Abandoned London is a Flickr set by photographer IanVisits of London on Christmas morning when the city is (almost) denuded of people. Very disorienting if you've been to London (or any major city, really). I got this via William Gibson's blog and I'll let him describe it in his inimitable way: "Christmas, particularly in the early morning, has always seemed so much more liminal to me than New Year's eve. Spectral, deeply in-between [...] something about the way in which traffic, pedestrian and vehicular, controls one's depth of field, fragmenting and animating the experience."
posted by Kattullus on Dec 31, 2008 - 20 comments

Meet you at the Circl-Serv!

"The plans for Victory City have evolved over a period of 38 years, nurtured by the vision and dedication of Victory City's inventor, Orville Simpson II [no relation]. Mr. Simpson conceived of the general idea of Victory City in 1936, when he was only 13 years old. Afraid of being ridiculed, Mr. Simpson kept his ideas about designing and building the City of the Future to himself … a secret vision he held in his mind... It wasn't until 1960 — after he had embarked on a lucrative career in real estate investing and apartment building management — that Mr. Simpson decided to make his ideas about Victory City known to the general public."
posted by Miko on Dec 7, 2008 - 35 comments

Skyscrapers or Souks?

Two visions of the ideal city rise in the Persian Gulf: "Waterfront City will probably be where a lot of Middle Eastern investors will put their money—and where international architectural stars will build their putative landmarks—but if little Masdar develops successfully, it may hold much more important lessons for us all."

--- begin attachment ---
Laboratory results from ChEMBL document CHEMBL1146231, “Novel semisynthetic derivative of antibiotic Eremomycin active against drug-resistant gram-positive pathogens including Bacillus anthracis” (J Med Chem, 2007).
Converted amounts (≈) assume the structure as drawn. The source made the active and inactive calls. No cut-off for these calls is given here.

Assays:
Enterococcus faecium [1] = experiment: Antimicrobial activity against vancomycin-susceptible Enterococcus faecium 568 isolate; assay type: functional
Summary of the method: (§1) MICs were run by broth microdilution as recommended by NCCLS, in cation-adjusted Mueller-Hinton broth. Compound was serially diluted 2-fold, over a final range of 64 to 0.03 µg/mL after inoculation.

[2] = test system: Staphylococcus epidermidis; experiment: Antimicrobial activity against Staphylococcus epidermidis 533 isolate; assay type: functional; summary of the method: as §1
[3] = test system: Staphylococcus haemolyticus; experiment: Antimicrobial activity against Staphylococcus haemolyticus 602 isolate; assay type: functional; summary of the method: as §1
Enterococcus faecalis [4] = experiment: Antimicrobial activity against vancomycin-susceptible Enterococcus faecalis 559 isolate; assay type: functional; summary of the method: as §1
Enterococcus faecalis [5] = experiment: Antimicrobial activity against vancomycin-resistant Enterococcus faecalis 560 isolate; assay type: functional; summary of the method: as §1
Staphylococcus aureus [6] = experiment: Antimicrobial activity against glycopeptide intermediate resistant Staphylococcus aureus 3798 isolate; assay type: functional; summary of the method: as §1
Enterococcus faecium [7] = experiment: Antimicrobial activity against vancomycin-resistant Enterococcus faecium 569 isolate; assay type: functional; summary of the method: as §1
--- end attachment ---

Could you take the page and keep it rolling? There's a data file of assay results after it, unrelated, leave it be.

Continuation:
posted by Non Prosequitur on Apr 27, 2008 - 23 comments

Urban Agriculture...it's in our backyard

City Farmer is a Vancouver-based organization that's been promoting urban agriculture since 1978. If you dig around their sprawling website, you can find everything from this feel-good news story, to a series of links leading to a nice deep free book. Alternatively, their new blog has cool pictures.
posted by StrikeTheViol on Jan 20, 2008 - 4 comments

"The rendering is a means to an end; the end is architecture."

Hugh Ferriss: Delineator of Gotham. Through his charcoal renderings of dramatic, imaginary skyscrapers in early 1900s New York City, Ferriss influenced the aesthetics of numerous architects with his bold compositions.
posted by Blazecock Pileon on Jan 6, 2008 - 12 comments

Defying Demographics

Defying Demographics: A look at University Park Campus School, a 7-12th grade school located in the poorest neighborhood in blue-collar Worcester, MA. Approximately 73% of students hover at or below the poverty line and 61% are minorities, yet over 80% go on to college and 99% pass the Massachusetts graduation exams. The partnership between Clark University and Worcester Public Schools has created an environment so successful that a number of cities are looking to emulate it. Have they discovered the key to closing the achievement gap?
posted by rollbiz on Nov 23, 2007 - 32 comments

It was Twentyfive years ago...

City in Flames Twenty Five years ago the City of Lynn Massachusetts experienced its second great fire. Devastating several downtown industrial buildings dating to the rise of the Shoe industry. All of which were undergoing redevelopment. While nowhere near as big as the Great Boston Fire of 1872, or the various Chelsea fires, the tragedy of the story is the empty wasteland that still sits after all these years. Today the Boston Globe dug up several articles from their pre Web vaults. The Lynn Museum has an exhibit, and the Lynn Library will have a slideshow.
posted by Gungho on Nov 28, 2006 - 9 comments

Crossroads game: running from a voodoo spirit

Running from a voodoo spirit. The urban game Crossroads is one of the featured games from last weeks Come Out and Play (yes, another FPP!) Posting because this game is still running this weekend.